How to Solve All Your Problems Or Challenges

The Author

E. Alana James

E. Alana James

Dr E Alana James is reinventing herself again! Coming full circle to the first love of her life - art - and bringing back to her images all the lessons of her life as author, researcher, academic and wife. Concerned mostly with the idea of images as vehicles for expression of the truth of our inner and outer life experience.

Everyone has problems or challenges, independent life probably wouldn’t be any fun if we didn’t. Nevertheless sometimes they seem daunting and overwhelming, becoming the excuse for why we don’t try to build the dreams we have in our hearts. This article puts all of that in a perspective you can work with and, through a small exercise, helps you understand how to move towards building exactly the life you want.


First, you will need paper and pencil or pen. Start by drawing a diagonal line that runs from the bottom left-hand corner at an upward trajectory towards the middle to the top of the right-hand side.  This represents your steady path of evolution from now (on the bottom left) to the future (on the top right).  Make it as steep as you think you can handle. Some of us are more comfortable taking new things on constantly than others are. So, for someone such as myself, who thrives on rather fast paced change, the line would be rather steep. This is in contrast to some of my best friends who have children, and their growth is constrained by all the complexities that go with constant caretaking and support of other people. For them to take on a steep learning curve would only add stress, so an appropriate angle would need to be one that was less daunting.

The second step is to put you on that line, near its beginning on the left-hand side.  You can be represented by a straight vertical line. Make sure you are neither too big nor too small. Too big and you could see yourself dashing up this dream building as though it was nothing. Too small and you have relegated the next 10 years of your life to very difficult work.

Next we need to consider the challenge(s) you face, which will be represented by another vertical line. Make it a line somewhere up ahead of you in the not too distant future. Since you consider it a problem or challenge it will be taller than you, it might even seem insurmountable. Just make sure that it is not taller than the top right-hand side of your evolutionary path.  Remember that no problem is so big that someone somewhere has not tackled it successfully.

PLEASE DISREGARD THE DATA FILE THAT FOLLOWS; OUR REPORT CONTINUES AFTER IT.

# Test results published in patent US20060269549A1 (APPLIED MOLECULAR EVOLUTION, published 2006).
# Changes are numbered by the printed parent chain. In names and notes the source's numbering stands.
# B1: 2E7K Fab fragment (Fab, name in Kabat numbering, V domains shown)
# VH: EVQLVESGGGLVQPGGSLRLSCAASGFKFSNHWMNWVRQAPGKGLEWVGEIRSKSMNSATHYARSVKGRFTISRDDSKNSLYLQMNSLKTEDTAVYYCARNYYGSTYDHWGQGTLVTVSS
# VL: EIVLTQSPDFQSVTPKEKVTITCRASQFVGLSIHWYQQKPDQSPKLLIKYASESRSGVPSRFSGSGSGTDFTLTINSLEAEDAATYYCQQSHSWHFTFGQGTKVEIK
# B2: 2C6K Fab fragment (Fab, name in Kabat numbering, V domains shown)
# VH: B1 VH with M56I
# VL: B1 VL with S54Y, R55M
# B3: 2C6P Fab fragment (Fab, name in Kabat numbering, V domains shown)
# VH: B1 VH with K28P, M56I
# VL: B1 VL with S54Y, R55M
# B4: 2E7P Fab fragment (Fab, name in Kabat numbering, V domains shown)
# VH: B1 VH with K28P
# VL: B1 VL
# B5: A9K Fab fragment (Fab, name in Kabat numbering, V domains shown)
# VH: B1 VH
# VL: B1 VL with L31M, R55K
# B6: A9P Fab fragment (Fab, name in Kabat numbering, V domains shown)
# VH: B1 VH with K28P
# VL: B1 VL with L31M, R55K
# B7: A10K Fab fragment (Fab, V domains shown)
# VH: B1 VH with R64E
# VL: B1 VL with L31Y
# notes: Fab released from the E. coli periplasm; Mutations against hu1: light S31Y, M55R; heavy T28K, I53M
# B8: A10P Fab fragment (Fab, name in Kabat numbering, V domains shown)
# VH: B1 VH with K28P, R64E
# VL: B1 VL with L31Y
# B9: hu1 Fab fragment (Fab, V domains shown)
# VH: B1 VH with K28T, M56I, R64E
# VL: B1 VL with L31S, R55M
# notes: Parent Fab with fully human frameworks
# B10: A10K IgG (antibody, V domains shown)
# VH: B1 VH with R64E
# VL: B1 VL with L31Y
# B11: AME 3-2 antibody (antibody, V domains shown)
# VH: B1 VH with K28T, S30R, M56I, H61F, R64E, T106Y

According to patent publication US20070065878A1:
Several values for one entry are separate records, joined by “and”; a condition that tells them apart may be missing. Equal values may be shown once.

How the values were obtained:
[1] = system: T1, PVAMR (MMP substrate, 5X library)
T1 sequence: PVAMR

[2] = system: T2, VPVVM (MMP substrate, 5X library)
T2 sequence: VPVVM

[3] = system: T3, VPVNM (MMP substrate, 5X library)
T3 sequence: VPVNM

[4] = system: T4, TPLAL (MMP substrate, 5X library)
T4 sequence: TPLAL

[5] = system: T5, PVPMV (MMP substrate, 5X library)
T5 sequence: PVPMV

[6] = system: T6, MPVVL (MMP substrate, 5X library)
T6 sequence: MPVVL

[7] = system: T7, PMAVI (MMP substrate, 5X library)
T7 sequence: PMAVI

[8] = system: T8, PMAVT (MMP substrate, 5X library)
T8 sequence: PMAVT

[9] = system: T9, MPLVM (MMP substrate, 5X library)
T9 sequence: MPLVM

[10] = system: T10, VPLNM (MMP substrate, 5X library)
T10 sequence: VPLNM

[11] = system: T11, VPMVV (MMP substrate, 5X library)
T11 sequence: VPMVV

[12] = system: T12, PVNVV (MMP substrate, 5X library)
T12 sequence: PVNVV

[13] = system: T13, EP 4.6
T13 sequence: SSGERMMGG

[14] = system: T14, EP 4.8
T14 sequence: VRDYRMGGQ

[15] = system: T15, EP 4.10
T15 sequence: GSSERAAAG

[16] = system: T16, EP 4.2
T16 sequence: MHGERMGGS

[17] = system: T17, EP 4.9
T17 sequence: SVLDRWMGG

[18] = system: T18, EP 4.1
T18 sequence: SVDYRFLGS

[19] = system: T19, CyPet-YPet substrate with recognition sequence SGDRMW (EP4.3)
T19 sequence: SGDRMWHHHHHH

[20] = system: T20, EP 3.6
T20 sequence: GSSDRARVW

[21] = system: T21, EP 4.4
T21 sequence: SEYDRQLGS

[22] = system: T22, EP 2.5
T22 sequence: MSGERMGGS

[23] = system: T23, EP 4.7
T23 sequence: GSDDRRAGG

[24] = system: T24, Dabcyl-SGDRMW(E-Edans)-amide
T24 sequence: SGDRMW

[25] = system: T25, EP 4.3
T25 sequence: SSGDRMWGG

Sit back and consider a feeling or emotional tone behind the drawing you have made where you are small in relation to the challenge you face. Notice your reaction in your body and mind to seeing and considering this relationship.  Do you feel powerless?  Diminished? Take a deep breath, and notice of thoughts about yourself and about the problem that come into your mind. Do you berate yourself for being small? Does your mind whisper about how overwhelming the problem is?

Now we need to consider growth. As mentioned at the beginning, you are on an evolutionary path, and therefore should draw another image of yourself beyond the problem. In fact, you might want to draw two, one where your head is still dwarfed somewhat by the line that is the problem, although you are now ahead of it and another where your head can see over the top of the problem. Remember there is no challenge you will not eventually get past if you keep your mind to it.  Do you see the difference in relationship of yourself to your problem or issue? Do you see that your problem did not change, but your perspective did as you grew?  At some point we grow to where what seemed insurmountable becomes quite doable.

In essence, this is always the solution to our problems. They don’t change, we do. We learn how to get around, overcome, move past, or engage others to help us. We are the learners. That is really the secret to life. When we look back on huge problems that we have faced and eventually overcome, our perspective has changed, we have grown, and we now have far more capacity to face problems of that size.  Perhaps you can think of an example in your own life where this was true?

In another article, I discussed how action research has been used by a writers group to which I belong to overcome the daunting challenge of getting published. Whatever the process of life and growth and evolution that you use, the bit of perspective offered by this drawing and this article will remain valid. Even famous, rich, important people, have faced challenges that seemed daunting until they overcame them.  Future articles will discuss how to use others as models to help our growth move faster.